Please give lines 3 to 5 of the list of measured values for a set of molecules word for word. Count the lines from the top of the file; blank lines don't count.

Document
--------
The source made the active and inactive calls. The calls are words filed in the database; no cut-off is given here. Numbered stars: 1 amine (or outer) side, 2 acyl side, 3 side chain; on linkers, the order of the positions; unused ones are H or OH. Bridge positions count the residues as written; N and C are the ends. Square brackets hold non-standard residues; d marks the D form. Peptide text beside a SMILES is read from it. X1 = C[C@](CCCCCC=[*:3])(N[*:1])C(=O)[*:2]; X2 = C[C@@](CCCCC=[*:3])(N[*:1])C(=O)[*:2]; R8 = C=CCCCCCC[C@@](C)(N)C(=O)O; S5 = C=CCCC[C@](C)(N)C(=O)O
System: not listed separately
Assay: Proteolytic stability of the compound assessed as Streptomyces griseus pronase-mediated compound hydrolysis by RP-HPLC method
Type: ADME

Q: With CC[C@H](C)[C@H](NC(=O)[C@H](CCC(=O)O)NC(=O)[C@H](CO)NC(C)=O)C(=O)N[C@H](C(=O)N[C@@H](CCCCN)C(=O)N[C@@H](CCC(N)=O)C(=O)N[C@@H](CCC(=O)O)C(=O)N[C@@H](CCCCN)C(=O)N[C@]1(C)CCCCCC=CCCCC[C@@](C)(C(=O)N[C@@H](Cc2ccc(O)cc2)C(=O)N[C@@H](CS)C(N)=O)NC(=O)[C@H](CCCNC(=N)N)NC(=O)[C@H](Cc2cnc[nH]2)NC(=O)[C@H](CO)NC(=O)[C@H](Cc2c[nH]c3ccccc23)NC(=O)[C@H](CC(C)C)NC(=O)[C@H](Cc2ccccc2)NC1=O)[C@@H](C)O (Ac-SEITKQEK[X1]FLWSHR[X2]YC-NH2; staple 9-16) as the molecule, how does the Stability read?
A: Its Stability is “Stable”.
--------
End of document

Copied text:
Assay: Proteolytic stability of the compound assessed as Streptomyces griseus pronase-mediated compound hydrolysis by RP-HPLC method
Type: ADME

Q: With CC[C@H](C)[C@H](NC(=O)[C@H](CCC(=O)O)NC(=O)[C@H](CO)NC(C)=O)C(=O)N[C@H](C(=O)N[C@@H](CCCCN)C(=O)N[C@@H](CCC(N)=O)C(=O)N[C@@H](CCC(=O)O)C(=O)N[C@@H](CCCCN)C(=O)N[C@]1(C)CCCCCC=CCCCC[C@@](C)(C(=O)N[C@@H](Cc2ccc(O)cc2)C(=O)N[C@@H](CS)C(N)=O)NC(=O)[C@H](CCCNC(=N)N)NC(=O)[C@H](Cc2cnc[nH]2)NC(=O)[C@H](CO)NC(=O)[C@H](Cc2c[nH]c3ccccc23)NC(=O)[C@H](CC(C)C)NC(=O)[C@H](Cc2ccccc2)NC1=O)[C@@H](C)O (Ac-SEITKQEK[X1]FLWSHR[X2]YC-NH2; staple 9-16) as the molecule, how does the Stability read?